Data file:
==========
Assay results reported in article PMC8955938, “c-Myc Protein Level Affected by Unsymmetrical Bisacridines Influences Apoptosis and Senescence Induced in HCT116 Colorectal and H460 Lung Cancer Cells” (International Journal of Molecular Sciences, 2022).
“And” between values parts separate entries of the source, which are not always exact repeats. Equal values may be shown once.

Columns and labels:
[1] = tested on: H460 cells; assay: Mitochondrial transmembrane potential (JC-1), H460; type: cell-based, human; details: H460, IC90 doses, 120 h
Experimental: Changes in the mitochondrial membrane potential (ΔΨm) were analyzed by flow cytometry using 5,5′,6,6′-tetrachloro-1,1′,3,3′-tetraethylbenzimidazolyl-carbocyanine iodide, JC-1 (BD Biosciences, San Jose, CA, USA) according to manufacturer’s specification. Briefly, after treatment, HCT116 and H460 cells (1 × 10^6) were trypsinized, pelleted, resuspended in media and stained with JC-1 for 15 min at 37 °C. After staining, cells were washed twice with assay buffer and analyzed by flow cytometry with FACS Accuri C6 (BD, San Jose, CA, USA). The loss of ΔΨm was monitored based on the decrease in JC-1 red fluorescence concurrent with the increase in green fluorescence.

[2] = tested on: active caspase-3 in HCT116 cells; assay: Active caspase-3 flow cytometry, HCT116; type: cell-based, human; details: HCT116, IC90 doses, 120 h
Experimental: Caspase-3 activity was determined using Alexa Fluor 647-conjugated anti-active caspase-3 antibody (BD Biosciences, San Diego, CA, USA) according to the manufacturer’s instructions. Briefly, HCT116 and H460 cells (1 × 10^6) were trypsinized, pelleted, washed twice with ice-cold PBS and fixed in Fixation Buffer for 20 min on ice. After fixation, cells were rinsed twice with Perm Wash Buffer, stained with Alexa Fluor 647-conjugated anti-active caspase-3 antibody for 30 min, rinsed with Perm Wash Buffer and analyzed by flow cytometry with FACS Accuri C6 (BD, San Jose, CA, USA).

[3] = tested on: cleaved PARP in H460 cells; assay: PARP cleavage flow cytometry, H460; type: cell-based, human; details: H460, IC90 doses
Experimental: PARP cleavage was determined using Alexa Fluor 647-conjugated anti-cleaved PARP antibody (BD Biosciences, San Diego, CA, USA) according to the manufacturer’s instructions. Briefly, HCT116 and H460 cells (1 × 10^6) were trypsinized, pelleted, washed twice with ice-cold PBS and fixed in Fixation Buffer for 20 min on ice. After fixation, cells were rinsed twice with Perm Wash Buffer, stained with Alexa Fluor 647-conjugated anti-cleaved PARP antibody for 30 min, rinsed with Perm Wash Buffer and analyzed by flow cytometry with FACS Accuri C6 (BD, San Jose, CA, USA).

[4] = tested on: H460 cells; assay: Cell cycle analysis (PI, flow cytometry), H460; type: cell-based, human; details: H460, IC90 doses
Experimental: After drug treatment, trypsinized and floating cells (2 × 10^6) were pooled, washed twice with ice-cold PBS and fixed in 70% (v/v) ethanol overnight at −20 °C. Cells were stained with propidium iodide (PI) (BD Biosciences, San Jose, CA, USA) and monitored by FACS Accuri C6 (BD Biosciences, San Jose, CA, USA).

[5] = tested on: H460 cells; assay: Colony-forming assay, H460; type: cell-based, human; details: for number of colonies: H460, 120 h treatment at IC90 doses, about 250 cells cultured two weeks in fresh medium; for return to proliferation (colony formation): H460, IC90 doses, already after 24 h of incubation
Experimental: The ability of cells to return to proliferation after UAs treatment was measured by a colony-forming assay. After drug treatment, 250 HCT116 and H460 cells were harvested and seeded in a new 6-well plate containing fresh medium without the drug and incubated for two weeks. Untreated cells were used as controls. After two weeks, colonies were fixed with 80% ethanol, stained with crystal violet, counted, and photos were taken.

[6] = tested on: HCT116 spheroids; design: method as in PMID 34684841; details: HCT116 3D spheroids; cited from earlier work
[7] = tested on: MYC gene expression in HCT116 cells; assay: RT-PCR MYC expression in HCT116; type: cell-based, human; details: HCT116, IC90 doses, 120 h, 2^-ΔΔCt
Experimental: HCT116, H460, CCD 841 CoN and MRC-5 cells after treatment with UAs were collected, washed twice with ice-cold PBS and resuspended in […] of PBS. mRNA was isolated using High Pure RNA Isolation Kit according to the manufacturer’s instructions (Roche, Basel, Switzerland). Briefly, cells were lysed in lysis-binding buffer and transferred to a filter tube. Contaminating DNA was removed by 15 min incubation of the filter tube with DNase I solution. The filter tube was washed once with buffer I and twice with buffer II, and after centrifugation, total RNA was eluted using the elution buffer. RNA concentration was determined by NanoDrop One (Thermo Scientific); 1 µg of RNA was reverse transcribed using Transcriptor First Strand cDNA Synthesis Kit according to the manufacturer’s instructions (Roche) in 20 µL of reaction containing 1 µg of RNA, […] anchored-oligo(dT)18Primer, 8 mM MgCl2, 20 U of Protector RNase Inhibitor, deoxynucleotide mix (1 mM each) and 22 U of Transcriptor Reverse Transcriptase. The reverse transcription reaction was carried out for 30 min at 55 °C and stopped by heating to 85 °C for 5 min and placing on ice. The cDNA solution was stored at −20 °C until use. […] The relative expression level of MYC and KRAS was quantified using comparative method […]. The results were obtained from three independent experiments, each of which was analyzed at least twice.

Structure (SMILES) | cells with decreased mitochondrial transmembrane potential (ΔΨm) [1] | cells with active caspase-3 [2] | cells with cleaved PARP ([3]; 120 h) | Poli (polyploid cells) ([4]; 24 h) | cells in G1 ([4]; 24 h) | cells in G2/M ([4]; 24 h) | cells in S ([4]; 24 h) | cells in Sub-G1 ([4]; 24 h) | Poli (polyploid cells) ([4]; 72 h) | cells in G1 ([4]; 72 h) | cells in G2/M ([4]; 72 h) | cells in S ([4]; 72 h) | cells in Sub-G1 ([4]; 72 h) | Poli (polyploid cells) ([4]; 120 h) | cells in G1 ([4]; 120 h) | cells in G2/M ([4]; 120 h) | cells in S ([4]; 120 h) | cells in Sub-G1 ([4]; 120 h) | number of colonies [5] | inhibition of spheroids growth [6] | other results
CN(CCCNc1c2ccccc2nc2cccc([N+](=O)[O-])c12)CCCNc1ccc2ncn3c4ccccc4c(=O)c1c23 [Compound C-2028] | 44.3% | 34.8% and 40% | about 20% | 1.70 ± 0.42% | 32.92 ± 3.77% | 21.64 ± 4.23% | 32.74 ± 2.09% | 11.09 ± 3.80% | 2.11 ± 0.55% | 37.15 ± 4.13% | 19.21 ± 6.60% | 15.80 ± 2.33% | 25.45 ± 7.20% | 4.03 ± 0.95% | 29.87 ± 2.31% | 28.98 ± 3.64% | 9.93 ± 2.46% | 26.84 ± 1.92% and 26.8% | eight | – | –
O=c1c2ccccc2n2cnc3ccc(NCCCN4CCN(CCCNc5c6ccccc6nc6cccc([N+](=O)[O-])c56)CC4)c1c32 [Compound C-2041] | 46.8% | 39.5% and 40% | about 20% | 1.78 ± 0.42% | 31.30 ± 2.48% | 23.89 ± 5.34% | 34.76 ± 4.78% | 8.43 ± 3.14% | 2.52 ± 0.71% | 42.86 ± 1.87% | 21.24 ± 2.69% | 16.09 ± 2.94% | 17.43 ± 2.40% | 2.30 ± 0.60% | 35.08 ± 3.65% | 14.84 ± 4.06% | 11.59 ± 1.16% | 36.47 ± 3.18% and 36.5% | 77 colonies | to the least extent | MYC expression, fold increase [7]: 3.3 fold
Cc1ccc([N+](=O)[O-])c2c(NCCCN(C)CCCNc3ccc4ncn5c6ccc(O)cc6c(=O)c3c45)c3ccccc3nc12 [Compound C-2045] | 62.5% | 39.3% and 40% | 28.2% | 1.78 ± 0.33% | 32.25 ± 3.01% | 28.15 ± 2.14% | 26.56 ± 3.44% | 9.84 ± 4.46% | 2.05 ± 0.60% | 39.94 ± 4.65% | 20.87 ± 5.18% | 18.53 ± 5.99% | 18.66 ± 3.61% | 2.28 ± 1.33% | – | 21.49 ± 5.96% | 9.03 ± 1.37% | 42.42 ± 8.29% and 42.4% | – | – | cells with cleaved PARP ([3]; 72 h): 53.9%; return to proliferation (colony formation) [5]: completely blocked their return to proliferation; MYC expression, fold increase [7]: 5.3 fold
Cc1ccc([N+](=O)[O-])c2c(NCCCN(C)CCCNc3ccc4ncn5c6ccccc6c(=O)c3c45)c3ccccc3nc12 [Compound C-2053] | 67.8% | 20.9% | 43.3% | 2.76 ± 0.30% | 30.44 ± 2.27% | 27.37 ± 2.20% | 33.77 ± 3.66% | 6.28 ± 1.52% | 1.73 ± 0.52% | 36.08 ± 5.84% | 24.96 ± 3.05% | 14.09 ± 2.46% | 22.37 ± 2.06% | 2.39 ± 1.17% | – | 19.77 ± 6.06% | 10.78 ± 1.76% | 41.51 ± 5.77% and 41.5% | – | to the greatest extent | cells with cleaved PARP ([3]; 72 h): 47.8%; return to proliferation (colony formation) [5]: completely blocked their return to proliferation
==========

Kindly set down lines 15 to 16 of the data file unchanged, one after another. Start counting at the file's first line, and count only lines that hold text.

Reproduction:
[7] = tested on: MYC gene expression in HCT116 cells; assay: RT-PCR MYC expression in HCT116; type: cell-based, human; details: HCT116, IC90 doses, 120 h, 2^-ΔΔCt
Experimental: HCT116, H460, CCD 841 CoN and MRC-5 cells after treatment with UAs were collected, washed twice with ice-cold PBS and resuspended in […] of PBS. mRNA was isolated using High Pure RNA Isolation Kit according to the manufacturer’s instructions (Roche, Basel, Switzerland). Briefly, cells were lysed in lysis-binding buffer and transferred to a filter tube. Contaminating DNA was removed by 15 min incubation of the filter tube with DNase I solution. The filter tube was washed once with buffer I and twice with buffer II, and after centrifugation, total RNA was eluted using the elution buffer. RNA concentration was determined by NanoDrop One (Thermo Scientific); 1 µg of RNA was reverse transcribed using Transcriptor First Strand cDNA Synthesis Kit according to the manufacturer’s instructions (Roche) in 20 µL of reaction containing 1 µg of RNA, […] anchored-oligo(dT)18Primer, 8 mM MgCl2, 20 U of Protector RNase Inhibitor, deoxynucleotide mix (1 mM each) and 22 U of Transcriptor Reverse Transcriptase. The reverse transcription reaction was carried out for 30 min at 55 °C and stopped by heating to 85 °C for 5 min and placing on ice. The cDNA solution was stored at −20 °C until use. […] The relative expression level of MYC and KRAS was quantified using comparative method […]. The results were obtained from three independent experiments, each of which was analyzed at least twice.